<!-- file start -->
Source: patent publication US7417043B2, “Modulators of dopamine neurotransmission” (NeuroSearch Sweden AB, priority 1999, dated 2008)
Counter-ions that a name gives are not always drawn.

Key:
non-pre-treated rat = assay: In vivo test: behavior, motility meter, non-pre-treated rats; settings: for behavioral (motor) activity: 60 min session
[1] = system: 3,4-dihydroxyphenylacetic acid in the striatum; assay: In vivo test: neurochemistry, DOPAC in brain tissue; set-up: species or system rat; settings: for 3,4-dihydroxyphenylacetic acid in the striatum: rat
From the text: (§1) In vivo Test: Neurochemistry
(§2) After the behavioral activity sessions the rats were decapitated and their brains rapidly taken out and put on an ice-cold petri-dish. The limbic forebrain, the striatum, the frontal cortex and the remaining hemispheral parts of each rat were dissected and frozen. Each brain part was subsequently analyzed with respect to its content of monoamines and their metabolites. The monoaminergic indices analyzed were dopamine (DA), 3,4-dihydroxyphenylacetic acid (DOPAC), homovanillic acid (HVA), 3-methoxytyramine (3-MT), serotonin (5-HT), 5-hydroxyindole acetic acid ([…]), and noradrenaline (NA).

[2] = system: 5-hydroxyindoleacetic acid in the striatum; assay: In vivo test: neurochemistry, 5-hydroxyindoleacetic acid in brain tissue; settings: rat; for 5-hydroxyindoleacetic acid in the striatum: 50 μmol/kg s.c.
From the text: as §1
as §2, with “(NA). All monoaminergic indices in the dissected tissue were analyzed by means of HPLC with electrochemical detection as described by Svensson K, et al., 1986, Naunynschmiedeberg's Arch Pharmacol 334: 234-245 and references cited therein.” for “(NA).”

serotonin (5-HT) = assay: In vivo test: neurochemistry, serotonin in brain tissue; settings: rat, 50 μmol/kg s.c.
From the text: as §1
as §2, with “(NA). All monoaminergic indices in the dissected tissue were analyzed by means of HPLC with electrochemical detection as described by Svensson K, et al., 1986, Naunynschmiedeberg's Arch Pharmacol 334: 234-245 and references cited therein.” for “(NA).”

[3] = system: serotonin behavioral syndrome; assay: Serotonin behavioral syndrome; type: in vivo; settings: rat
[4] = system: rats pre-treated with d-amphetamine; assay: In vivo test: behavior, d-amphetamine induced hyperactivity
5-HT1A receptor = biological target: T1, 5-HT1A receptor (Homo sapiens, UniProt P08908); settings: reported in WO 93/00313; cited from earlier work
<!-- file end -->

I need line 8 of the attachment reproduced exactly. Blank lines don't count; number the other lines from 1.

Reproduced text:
[2] = system: 5-hydroxyindoleacetic acid in the striatum; assay: In vivo test: neurochemistry, 5-hydroxyindoleacetic acid in brain tissue; settings: rat; for 5-hydroxyindoleacetic acid in the striatum: 50 μmol/kg s.c.